BOOK CLUB: The School

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The School by Brendan James Murray is a thought-provoking, well-written account of a year in a high school told from a teacher’s perspective. Brendan James Murray is an English teacher, teaching at the same state high school he attended.

The school is in an area where many students have issues and their families are struggling. Although it’s on the coast, this is not a story of well-provided for students from mansions with ocean views. It’s a more gritty reality of life in Australian state schools today.

The book is focused on students and their stories. Although we do learn about Murray’s own childhood and the problems he dealt with. Almost instantly I cared about the students and wanted to know more of their stories, and how they handled the pressure of school. Was Murray able to help and to be honest would they all survive the year?

Murray introduces us to several students who have widely differing problems. There’s Claire who suffers from depression and low esteem, Teagan and Jada who hide under heavy makeup, Grace who has a very low level of literacy but due to a technicality does not qualify for assistance. Plus there’s Wambui from war-torn Kenya, her story puts worrying about day-to-day small issues into perspective.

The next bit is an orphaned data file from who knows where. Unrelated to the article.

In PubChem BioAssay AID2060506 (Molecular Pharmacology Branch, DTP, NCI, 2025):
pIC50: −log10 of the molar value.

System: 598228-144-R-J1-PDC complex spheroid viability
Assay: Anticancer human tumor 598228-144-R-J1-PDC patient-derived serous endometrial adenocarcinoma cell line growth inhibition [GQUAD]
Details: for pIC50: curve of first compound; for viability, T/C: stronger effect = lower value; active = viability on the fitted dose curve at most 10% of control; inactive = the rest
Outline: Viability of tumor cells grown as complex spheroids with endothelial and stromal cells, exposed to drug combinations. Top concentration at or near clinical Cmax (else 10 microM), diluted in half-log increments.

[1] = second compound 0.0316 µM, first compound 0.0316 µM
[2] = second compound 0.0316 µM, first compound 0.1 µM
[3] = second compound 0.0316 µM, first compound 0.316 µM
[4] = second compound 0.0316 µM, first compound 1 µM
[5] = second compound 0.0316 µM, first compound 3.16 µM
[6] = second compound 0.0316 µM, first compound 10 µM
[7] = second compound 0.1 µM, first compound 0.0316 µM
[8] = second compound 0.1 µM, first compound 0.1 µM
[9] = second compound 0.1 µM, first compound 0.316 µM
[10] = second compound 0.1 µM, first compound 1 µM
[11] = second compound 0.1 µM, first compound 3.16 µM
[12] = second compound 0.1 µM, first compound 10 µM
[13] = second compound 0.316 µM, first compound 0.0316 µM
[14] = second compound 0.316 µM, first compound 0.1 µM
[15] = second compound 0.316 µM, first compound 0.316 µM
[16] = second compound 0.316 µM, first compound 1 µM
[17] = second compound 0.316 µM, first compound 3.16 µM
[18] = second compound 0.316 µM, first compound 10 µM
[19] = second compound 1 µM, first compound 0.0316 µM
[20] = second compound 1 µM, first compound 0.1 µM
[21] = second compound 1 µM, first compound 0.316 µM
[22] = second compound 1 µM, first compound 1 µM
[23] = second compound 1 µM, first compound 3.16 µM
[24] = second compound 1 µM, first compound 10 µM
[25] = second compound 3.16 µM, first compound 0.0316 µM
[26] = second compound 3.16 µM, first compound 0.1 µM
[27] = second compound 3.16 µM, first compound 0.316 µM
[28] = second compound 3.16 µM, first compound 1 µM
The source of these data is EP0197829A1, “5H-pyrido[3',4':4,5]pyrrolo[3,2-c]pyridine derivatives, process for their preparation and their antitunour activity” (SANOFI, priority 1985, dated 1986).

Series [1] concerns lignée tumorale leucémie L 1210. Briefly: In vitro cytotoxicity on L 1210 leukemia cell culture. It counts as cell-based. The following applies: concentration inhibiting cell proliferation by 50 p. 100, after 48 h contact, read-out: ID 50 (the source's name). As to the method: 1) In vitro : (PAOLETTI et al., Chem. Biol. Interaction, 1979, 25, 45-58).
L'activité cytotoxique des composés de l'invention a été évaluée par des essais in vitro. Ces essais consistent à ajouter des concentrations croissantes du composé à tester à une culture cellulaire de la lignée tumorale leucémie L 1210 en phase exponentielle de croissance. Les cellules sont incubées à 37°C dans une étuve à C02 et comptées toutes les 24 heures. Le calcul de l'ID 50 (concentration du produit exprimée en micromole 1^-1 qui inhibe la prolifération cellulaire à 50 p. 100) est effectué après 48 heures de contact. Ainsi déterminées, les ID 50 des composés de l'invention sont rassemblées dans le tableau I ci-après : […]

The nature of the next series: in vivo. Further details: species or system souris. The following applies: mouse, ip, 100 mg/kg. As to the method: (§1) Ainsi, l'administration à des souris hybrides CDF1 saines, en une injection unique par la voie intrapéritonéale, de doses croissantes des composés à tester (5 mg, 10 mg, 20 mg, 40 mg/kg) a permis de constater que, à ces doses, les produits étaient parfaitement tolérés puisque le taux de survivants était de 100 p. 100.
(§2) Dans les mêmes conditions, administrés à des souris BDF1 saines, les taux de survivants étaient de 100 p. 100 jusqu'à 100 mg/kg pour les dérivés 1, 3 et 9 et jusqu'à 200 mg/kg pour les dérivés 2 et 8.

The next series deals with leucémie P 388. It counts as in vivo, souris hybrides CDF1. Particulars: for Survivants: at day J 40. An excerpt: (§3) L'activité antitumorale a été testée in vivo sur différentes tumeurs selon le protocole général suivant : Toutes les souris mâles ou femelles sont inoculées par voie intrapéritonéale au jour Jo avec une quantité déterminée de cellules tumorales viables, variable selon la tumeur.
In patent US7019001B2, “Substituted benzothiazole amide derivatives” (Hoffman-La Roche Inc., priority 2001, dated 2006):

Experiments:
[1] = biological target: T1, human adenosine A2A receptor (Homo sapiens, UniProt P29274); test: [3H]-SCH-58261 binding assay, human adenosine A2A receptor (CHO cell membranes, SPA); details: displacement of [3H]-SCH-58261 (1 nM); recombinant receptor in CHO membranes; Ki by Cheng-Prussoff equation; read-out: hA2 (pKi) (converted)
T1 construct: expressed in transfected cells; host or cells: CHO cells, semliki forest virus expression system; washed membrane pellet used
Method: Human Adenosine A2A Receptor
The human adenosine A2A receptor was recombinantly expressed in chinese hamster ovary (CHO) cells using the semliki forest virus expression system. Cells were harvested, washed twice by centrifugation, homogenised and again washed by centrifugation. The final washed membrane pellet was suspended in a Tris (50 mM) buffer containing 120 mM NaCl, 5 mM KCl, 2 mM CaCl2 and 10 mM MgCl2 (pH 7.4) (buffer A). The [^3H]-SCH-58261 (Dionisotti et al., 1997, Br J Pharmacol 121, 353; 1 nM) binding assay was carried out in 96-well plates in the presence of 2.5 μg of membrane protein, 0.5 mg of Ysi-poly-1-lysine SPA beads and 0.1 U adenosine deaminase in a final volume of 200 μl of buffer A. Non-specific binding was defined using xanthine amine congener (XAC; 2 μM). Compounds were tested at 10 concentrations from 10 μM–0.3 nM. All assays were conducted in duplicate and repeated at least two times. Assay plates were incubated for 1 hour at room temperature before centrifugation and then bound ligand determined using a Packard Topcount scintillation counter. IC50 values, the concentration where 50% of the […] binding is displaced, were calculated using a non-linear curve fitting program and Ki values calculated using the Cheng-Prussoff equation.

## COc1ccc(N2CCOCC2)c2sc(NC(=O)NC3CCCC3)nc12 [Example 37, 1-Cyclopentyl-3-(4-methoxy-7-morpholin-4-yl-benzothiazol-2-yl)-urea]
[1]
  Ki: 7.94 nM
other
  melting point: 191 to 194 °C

the school

Several of the stories of the students are more detailed than others like the bullying of Tessa by Lonnie. Bullying is one of the major concerns Murray addresses. He was bullied badly as a student and so is empathetic and determined to do the best he can to help students like Tessa. In doing so he unintentionally causes ripples that affect other students.

One major storyline is that of Kelvin, an athlete who has had cancer, sadly the cancer returns, and Murray provides us with harrowing details of Kelvin’s treatment, how his fellow students stay in touch with him and how he copes when he tries to return to school.

Other students’ stories address domestic violence and mental health.

Murray also relates stories from his childhood, the struggles he had with mental health, and being seriously bullied. Also, he pays tribute to Liam Davison and his wife Frankie who were killed when Malaysian Airlines flight 17 was shot down over Ukraine in 2014. Liam was a teacher who inspired and assisted Murray as a teenager.

At times Murray moves away from the story of the students to critique the education system, its rule boundness, and its lack of creativity. He has serious concerns about the Victorian ATAR system, the pressure it puts on students, and the unfair advantages it gives students from private schools. I have to admit that this area while important didn’t enthrall me, and I was keen to get back to the students’ stories.

It’s in the students’ stories that this book shines, it shows us just what a difference a great teacher can make and just how worthwhile the teaching profession is. This is certainly a book I will recommend to parents and teachers, and maybe it should be compulsory reading for student teachers.

Thank you to Beauty and Lace Book Club and Picador for the chance to read this powerful book.